Photo by Nicolas Gerardin

John Michael McDonagh

The screenwriter and director of War on Everyone, The Guard and Cavalry picks MelodyThat’ll Be The DayA Kind of LovingBilly Liar, DarlingFar From The Madding Crowd and Dead of Night.

To anyone who grew up in London in the Seventies, Waris Hussein’s Melody (1971) will be a massive shot to the arm of pure nostalgia. The appearance of prefabs in the background of an early scene brought back memories of my childhood growing up in Elephant & Castle. Even the colour of the brick work evokes a Proustian rush. A melancholy film understatedly directed by Waris Hussein, with a lovely script from Alan Parker and sweet performances across the board from the young actors and the great Roy Kinnear as a good-natured ex-con, Melody was the first film produced by David Puttnam.

Puttnam was also responsible for the productions on That’ll Be the Day (1973) and its sequel, Stardust (1974). I have no hesitation in crediting That’ll Be the Day as the only truly existentialist film ever made in the UK, with David Essex’s Jim MacLaine its appalling and unrepentant Meursault. It’s a film whose resonance has been cruelly underrated in the history of British film.

Revisiting the work of John Schlesinger has been a particular delight as he was clearly one of the finest of British directors, a point perhaps overshadowed by his later collusion with the Tory regime. A Kind of Loving (1962), Billy Liar (1963) and Darling (1965) are all beautifully performed, shot and framed. The Bank Holiday favourite Far from the Madding Crowd (1967) is a little more stolid, but is redeemed by breathtaking cinematography from Nicolas Roeg and a A-list cast at the top of their game, the standout being Terence Stamp’s mercurial Sergeant Troy.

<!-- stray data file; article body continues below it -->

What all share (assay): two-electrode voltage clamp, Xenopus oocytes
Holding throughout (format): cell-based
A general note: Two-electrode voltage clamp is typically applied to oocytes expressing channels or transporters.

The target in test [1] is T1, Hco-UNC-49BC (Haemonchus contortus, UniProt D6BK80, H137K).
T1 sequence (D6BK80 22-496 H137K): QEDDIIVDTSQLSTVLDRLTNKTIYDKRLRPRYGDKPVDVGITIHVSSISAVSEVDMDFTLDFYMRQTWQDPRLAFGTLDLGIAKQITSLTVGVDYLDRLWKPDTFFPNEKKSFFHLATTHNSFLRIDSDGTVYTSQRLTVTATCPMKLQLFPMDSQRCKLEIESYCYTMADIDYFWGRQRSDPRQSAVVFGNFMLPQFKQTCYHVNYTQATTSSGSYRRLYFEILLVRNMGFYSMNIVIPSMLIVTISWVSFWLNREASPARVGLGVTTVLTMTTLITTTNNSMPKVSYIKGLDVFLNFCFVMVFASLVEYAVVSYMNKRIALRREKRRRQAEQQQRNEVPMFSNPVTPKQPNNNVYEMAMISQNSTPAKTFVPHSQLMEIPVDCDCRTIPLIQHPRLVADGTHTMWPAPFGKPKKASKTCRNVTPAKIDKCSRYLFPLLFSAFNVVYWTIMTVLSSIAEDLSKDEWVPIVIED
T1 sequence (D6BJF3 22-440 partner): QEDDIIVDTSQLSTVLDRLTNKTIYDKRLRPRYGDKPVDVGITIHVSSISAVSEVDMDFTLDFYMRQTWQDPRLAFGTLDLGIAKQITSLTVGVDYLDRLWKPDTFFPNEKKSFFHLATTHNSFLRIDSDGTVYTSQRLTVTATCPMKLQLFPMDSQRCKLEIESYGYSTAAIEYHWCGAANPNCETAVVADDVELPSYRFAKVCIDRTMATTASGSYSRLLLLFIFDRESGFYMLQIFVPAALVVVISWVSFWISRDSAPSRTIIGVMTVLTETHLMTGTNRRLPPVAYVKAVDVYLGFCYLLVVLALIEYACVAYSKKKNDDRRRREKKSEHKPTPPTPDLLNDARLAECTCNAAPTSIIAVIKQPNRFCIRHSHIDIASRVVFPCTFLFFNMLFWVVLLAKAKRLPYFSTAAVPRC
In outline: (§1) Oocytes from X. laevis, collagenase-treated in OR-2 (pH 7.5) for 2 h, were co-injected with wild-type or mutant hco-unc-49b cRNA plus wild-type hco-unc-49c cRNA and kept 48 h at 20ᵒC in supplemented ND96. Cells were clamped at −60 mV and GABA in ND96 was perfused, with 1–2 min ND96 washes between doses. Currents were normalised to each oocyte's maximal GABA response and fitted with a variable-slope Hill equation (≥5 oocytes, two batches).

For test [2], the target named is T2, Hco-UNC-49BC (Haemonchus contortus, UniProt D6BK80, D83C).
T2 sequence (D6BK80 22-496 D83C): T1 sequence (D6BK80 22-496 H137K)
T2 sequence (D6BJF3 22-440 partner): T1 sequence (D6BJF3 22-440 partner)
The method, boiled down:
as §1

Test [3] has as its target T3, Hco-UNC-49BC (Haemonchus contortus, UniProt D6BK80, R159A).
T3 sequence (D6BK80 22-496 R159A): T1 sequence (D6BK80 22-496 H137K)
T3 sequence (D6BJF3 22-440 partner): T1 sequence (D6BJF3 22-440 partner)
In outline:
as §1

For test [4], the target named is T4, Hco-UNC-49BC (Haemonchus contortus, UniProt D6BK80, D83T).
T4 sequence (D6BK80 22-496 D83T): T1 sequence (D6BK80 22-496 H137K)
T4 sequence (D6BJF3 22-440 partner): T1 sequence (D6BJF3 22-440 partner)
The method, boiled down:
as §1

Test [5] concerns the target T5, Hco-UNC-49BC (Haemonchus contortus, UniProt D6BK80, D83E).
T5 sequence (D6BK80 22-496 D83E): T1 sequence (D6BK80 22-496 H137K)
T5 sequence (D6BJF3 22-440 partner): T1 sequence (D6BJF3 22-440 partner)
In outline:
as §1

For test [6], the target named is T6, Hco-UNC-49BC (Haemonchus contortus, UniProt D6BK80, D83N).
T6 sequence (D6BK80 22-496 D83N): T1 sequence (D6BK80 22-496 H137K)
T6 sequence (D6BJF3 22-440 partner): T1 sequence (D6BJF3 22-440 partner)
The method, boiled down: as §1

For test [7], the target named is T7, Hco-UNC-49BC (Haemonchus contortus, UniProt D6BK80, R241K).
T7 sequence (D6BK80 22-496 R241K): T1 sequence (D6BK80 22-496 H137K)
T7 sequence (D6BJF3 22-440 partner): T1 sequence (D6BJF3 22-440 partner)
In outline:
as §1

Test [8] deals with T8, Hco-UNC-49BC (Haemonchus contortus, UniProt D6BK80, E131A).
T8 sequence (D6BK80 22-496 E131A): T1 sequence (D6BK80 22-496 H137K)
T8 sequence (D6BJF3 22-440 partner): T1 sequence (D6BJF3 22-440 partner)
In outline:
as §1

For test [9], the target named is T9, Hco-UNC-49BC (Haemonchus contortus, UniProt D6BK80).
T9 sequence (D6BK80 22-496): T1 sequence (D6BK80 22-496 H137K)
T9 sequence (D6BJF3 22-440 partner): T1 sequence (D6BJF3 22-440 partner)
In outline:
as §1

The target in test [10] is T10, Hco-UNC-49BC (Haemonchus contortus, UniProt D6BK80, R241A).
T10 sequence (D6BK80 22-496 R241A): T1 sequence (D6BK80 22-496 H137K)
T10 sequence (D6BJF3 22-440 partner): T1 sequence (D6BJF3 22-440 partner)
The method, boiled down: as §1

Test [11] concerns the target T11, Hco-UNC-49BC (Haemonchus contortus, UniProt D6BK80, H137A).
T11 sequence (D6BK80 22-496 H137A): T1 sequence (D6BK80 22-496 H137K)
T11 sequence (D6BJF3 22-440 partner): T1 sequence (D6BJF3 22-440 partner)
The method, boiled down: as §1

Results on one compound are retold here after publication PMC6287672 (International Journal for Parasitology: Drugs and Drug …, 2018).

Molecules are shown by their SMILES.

The Blu-rays of the above include better-than-average extras: A Kind of Loving has Schelsinger’s excellent documentary on a day in the life of Waterloo Station, Terminus (1961); the filmmaker Richard Ayoade contributes an interesting interview to Billy Liar, although, strangely, he appears to have been sobbing all day prior to recording; and the aforementioned Stamp, with screenwriter Frederic Raphael, provide amusing and insightful recollections on the making of Far from the Madding Crowd.

Dead of Night (1945), of course, remains one of the greatest British films ever made, but they really should’ve cut the golfing sequence.

Recommended Titles

Charles Crichton, Alberto Cavalcanti, Basil Dearden & Robert Hamer1945
John Schlesinger1965
John Schlesinger1963
Claude Whattham1973
Waris Hussein1971
John Schlesinger1967
John Schlesinger1962